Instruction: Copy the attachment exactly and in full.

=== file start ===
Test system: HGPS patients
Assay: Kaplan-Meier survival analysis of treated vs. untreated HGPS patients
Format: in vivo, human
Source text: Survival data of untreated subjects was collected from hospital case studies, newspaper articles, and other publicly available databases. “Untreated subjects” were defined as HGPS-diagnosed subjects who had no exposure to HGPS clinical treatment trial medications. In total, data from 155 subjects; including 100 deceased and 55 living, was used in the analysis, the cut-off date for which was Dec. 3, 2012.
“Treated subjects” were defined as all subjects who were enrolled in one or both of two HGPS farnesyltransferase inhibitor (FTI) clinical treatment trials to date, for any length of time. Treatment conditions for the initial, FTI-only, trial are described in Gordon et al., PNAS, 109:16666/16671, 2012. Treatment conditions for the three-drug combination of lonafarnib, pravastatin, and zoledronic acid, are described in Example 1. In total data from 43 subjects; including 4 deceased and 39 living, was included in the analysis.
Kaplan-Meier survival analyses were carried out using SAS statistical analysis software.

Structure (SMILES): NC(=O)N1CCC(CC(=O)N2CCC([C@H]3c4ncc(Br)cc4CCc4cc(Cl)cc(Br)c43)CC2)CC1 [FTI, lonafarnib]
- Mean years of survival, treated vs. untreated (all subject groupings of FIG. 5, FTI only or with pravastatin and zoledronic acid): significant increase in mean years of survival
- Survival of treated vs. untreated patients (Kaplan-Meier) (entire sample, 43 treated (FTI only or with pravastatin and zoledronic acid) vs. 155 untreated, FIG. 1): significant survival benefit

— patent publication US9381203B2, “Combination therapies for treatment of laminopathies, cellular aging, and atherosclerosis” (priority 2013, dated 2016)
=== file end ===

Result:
Test system: HGPS patients
Assay: Kaplan-Meier survival analysis of treated vs. untreated HGPS patients
Format: in vivo, human
Source text: Survival data of untreated subjects was collected from hospital case studies, newspaper articles, and other publicly available databases. “Untreated subjects” were defined as HGPS-diagnosed subjects who had no exposure to HGPS clinical treatment trial medications. In total, data from 155 subjects; including 100 deceased and 55 living, was used in the analysis, the cut-off date for which was Dec. 3, 2012.
“Treated subjects” were defined as all subjects who were enrolled in one or both of two HGPS farnesyltransferase inhibitor (FTI) clinical treatment trials to date, for any length of time. Treatment conditions for the initial, FTI-only, trial are described in Gordon et al., PNAS, 109:16666/16671, 2012. Treatment conditions for the three-drug combination of lonafarnib, pravastatin, and zoledronic acid, are described in Example 1. In total data from 43 subjects; including 4 deceased and 39 living, was included in the analysis.
Kaplan-Meier survival analyses were carried out using SAS statistical analysis software.

Structure (SMILES): NC(=O)N1CCC(CC(=O)N2CCC([C@H]3c4ncc(Br)cc4CCc4cc(Cl)cc(Br)c43)CC2)CC1 [FTI, lonafarnib]
- Mean years of survival, treated vs. untreated (all subject groupings of FIG. 5, FTI only or with pravastatin and zoledronic acid): significant increase in mean years of survival
- Survival of treated vs. untreated patients (Kaplan-Meier) (entire sample, 43 treated (FTI only or with pravastatin and zoledronic acid) vs. 155 untreated, FIG. 1): significant survival benefit

— patent publication US9381203B2, “Combination therapies for treatment of laminopathies, cellular aging, and atherosclerosis” (priority 2013, dated 2016)